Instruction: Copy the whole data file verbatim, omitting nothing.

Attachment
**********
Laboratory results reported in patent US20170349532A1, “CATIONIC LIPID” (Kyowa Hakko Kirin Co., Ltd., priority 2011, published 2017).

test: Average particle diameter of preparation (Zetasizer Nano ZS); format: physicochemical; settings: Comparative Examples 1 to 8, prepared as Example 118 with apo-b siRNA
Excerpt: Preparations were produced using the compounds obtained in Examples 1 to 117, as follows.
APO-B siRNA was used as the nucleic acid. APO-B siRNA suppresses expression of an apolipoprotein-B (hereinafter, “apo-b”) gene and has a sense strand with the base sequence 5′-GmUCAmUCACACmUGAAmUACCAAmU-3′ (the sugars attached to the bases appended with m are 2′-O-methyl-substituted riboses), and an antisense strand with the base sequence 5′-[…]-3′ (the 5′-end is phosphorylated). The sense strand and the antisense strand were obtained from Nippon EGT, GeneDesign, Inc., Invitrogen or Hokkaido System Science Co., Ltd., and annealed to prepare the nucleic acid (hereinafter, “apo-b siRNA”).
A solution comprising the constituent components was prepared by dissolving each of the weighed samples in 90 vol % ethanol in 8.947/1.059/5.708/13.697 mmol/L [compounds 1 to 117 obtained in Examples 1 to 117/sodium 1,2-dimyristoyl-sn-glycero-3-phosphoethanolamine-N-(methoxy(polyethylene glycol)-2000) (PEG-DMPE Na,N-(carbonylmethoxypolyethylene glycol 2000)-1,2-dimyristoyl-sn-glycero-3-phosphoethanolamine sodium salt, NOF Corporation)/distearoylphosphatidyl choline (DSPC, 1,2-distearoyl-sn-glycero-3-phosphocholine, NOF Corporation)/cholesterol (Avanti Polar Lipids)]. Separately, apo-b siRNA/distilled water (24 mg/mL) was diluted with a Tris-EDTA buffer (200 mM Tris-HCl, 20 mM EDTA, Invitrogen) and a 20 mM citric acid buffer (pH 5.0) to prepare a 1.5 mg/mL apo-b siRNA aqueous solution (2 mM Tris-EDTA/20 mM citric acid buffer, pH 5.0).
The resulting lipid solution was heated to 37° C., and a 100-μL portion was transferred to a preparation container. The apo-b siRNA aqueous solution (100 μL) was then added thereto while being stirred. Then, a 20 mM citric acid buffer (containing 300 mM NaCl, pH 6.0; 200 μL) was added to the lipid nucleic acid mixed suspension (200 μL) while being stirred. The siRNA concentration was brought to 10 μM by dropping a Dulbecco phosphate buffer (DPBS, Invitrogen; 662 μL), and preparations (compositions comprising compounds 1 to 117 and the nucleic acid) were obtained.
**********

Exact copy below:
Laboratory results reported in patent US20170349532A1, “CATIONIC LIPID” (Kyowa Hakko Kirin Co., Ltd., priority 2011, published 2017).

test: Average particle diameter of preparation (Zetasizer Nano ZS); format: physicochemical; settings: Comparative Examples 1 to 8, prepared as Example 118 with apo-b siRNA
Excerpt: Preparations were produced using the compounds obtained in Examples 1 to 117, as follows.
APO-B siRNA was used as the nucleic acid. APO-B siRNA suppresses expression of an apolipoprotein-B (hereinafter, “apo-b”) gene and has a sense strand with the base sequence 5′-GmUCAmUCACACmUGAAmUACCAAmU-3′ (the sugars attached to the bases appended with m are 2′-O-methyl-substituted riboses), and an antisense strand with the base sequence 5′-[…]-3′ (the 5′-end is phosphorylated). The sense strand and the antisense strand were obtained from Nippon EGT, GeneDesign, Inc., Invitrogen or Hokkaido System Science Co., Ltd., and annealed to prepare the nucleic acid (hereinafter, “apo-b siRNA”).
A solution comprising the constituent components was prepared by dissolving each of the weighed samples in 90 vol % ethanol in 8.947/1.059/5.708/13.697 mmol/L [compounds 1 to 117 obtained in Examples 1 to 117/sodium 1,2-dimyristoyl-sn-glycero-3-phosphoethanolamine-N-(methoxy(polyethylene glycol)-2000) (PEG-DMPE Na,N-(carbonylmethoxypolyethylene glycol 2000)-1,2-dimyristoyl-sn-glycero-3-phosphoethanolamine sodium salt, NOF Corporation)/distearoylphosphatidyl choline (DSPC, 1,2-distearoyl-sn-glycero-3-phosphocholine, NOF Corporation)/cholesterol (Avanti Polar Lipids)]. Separately, apo-b siRNA/distilled water (24 mg/mL) was diluted with a Tris-EDTA buffer (200 mM Tris-HCl, 20 mM EDTA, Invitrogen) and a 20 mM citric acid buffer (pH 5.0) to prepare a 1.5 mg/mL apo-b siRNA aqueous solution (2 mM Tris-EDTA/20 mM citric acid buffer, pH 5.0).
The resulting lipid solution was heated to 37° C., and a 100-μL portion was transferred to a preparation container. The apo-b siRNA aqueous solution (100 μL) was then added thereto while being stirred. Then, a 20 mM citric acid buffer (containing 300 mM NaCl, pH 6.0; 200 μL) was added to the lipid nucleic acid mixed suspension (200 μL) while being stirred. The siRNA concentration was brought to 10 μM by dropping a Dulbecco phosphate buffer (DPBS, Invitrogen; 662 μL), and preparations (compositions comprising compounds 1 to 117 and the nucleic acid) were obtained.